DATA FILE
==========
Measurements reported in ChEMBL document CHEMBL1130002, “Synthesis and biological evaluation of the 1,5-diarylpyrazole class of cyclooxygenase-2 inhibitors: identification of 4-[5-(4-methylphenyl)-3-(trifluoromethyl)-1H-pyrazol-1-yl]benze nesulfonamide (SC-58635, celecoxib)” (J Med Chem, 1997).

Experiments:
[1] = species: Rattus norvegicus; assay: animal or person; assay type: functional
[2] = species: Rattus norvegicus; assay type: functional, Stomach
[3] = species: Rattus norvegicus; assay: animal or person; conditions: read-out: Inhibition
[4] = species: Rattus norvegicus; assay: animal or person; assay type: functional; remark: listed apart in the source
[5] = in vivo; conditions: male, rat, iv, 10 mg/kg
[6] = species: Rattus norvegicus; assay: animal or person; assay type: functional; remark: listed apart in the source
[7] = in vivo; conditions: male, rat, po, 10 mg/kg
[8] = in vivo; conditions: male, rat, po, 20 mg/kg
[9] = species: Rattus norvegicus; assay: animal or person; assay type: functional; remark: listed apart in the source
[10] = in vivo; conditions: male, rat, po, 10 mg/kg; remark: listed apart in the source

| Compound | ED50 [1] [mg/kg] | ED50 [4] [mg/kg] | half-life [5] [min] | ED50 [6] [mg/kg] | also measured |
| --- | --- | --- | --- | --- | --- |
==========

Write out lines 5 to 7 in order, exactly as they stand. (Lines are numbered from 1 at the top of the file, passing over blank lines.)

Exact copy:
[3] = species: Rattus norvegicus; assay: animal or person; conditions: read-out: Inhibition
[4] = species: Rattus norvegicus; assay: animal or person; assay type: functional; remark: listed apart in the source
[5] = in vivo; conditions: male, rat, iv, 10 mg/kg